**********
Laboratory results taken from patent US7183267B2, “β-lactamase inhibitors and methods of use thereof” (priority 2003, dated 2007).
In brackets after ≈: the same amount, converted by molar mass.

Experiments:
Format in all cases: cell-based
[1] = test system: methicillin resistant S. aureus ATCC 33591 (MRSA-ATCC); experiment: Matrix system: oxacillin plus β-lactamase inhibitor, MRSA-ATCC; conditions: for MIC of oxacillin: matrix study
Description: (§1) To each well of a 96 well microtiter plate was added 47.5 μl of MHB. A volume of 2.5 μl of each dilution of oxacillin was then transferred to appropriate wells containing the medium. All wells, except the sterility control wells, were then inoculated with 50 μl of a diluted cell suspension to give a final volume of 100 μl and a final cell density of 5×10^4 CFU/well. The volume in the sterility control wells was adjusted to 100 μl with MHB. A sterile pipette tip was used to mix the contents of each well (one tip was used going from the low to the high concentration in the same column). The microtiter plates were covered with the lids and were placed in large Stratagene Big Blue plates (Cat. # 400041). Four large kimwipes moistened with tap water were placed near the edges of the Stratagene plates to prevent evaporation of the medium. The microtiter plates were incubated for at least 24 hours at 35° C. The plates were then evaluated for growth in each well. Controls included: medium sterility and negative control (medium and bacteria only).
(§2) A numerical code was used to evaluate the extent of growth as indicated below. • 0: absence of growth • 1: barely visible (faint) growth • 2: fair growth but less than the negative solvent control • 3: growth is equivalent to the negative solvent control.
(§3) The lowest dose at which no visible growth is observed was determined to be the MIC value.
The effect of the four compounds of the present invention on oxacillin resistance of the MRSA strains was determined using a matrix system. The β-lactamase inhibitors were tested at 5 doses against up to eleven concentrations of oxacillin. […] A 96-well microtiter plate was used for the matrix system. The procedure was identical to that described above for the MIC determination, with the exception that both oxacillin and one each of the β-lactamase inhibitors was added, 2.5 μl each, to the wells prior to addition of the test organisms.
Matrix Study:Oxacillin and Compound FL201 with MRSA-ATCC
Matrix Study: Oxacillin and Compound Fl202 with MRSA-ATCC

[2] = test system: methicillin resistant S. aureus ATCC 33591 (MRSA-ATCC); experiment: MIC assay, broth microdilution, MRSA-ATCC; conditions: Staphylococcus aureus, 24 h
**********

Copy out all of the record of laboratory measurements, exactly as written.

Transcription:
Laboratory results taken from patent US7183267B2, “β-lactamase inhibitors and methods of use thereof” (priority 2003, dated 2007).
In brackets after ≈: the same amount, converted by molar mass.

Experiments:
Format in all cases: cell-based
[1] = test system: methicillin resistant S. aureus ATCC 33591 (MRSA-ATCC); experiment: Matrix system: oxacillin plus β-lactamase inhibitor, MRSA-ATCC; conditions: for MIC of oxacillin: matrix study
Description: (§1) To each well of a 96 well microtiter plate was added 47.5 μl of MHB. A volume of 2.5 μl of each dilution of oxacillin was then transferred to appropriate wells containing the medium. All wells, except the sterility control wells, were then inoculated with 50 μl of a diluted cell suspension to give a final volume of 100 μl and a final cell density of 5×10^4 CFU/well. The volume in the sterility control wells was adjusted to 100 μl with MHB. A sterile pipette tip was used to mix the contents of each well (one tip was used going from the low to the high concentration in the same column). The microtiter plates were covered with the lids and were placed in large Stratagene Big Blue plates (Cat. # 400041). Four large kimwipes moistened with tap water were placed near the edges of the Stratagene plates to prevent evaporation of the medium. The microtiter plates were incubated for at least 24 hours at 35° C. The plates were then evaluated for growth in each well. Controls included: medium sterility and negative control (medium and bacteria only).
(§2) A numerical code was used to evaluate the extent of growth as indicated below. • 0: absence of growth • 1: barely visible (faint) growth • 2: fair growth but less than the negative solvent control • 3: growth is equivalent to the negative solvent control.
(§3) The lowest dose at which no visible growth is observed was determined to be the MIC value.
The effect of the four compounds of the present invention on oxacillin resistance of the MRSA strains was determined using a matrix system. The β-lactamase inhibitors were tested at 5 doses against up to eleven concentrations of oxacillin. […] A 96-well microtiter plate was used for the matrix system. The procedure was identical to that described above for the MIC determination, with the exception that both oxacillin and one each of the β-lactamase inhibitors was added, 2.5 μl each, to the wells prior to addition of the test organisms.
Matrix Study:Oxacillin and Compound FL201 with MRSA-ATCC
Matrix Study: Oxacillin and Compound Fl202 with MRSA-ATCC

[2] = test system: methicillin resistant S. aureus ATCC 33591 (MRSA-ATCC); experiment: MIC assay, broth microdilution, MRSA-ATCC; conditions: Staphylococcus aureus, 24 h